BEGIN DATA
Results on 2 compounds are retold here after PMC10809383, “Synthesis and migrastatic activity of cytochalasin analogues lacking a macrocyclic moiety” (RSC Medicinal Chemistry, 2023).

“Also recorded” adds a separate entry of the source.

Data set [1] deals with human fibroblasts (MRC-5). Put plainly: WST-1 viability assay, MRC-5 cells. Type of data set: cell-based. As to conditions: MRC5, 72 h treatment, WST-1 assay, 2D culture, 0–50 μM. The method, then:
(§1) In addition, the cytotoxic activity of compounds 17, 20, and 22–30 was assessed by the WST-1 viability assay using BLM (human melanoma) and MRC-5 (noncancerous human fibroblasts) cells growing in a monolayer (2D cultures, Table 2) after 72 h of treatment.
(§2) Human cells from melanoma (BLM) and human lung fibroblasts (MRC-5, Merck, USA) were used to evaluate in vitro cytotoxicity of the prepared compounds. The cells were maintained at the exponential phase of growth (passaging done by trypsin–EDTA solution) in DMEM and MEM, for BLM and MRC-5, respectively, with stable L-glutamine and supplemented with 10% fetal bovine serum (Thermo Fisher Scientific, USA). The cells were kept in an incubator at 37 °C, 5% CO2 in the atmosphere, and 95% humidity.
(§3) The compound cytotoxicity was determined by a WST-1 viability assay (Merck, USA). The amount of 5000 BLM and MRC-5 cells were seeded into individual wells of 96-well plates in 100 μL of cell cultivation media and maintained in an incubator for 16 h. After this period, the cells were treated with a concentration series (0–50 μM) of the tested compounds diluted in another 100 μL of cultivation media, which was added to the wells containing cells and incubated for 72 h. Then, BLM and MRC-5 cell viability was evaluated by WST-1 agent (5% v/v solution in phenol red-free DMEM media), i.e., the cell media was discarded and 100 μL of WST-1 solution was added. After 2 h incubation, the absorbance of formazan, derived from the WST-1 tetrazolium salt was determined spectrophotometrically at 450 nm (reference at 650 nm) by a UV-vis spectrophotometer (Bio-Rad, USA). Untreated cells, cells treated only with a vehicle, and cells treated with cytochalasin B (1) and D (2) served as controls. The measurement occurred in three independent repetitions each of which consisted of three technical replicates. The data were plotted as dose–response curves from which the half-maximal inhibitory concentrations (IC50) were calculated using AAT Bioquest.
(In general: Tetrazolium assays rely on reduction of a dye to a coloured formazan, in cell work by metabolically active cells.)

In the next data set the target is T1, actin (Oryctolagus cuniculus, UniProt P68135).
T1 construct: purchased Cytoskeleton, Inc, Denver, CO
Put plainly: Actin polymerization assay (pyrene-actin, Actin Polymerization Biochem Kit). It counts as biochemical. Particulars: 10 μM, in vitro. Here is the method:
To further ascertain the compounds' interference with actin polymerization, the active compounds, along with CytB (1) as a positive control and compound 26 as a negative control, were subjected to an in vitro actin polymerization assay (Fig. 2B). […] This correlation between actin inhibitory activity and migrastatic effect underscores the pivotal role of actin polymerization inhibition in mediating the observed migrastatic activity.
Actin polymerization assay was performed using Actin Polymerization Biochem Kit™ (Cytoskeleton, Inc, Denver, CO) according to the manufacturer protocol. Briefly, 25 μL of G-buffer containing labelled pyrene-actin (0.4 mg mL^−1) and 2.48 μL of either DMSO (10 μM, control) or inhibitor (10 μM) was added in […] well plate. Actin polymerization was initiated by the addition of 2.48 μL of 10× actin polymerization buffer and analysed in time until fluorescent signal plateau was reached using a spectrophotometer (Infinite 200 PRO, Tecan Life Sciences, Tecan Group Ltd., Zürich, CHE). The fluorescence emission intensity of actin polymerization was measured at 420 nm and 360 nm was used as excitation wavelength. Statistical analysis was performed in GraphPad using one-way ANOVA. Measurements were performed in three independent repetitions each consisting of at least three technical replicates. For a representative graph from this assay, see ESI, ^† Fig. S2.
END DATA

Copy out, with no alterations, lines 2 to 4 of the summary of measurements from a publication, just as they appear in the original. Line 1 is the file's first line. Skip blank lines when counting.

“Also recorded” adds a separate entry of the source.

Data set [1] deals with human fibroblasts (MRC-5). Put plainly: WST-1 viability assay, MRC-5 cells. Type of data set: cell-based. As to conditions: MRC5, 72 h treatment, WST-1 assay, 2D culture, 0–50 μM. The method, then:
(§1) In addition, the cytotoxic activity of compounds 17, 20, and 22–30 was assessed by the WST-1 viability assay using BLM (human melanoma) and MRC-5 (noncancerous human fibroblasts) cells growing in a monolayer (2D cultures, Table 2) after 72 h of treatment.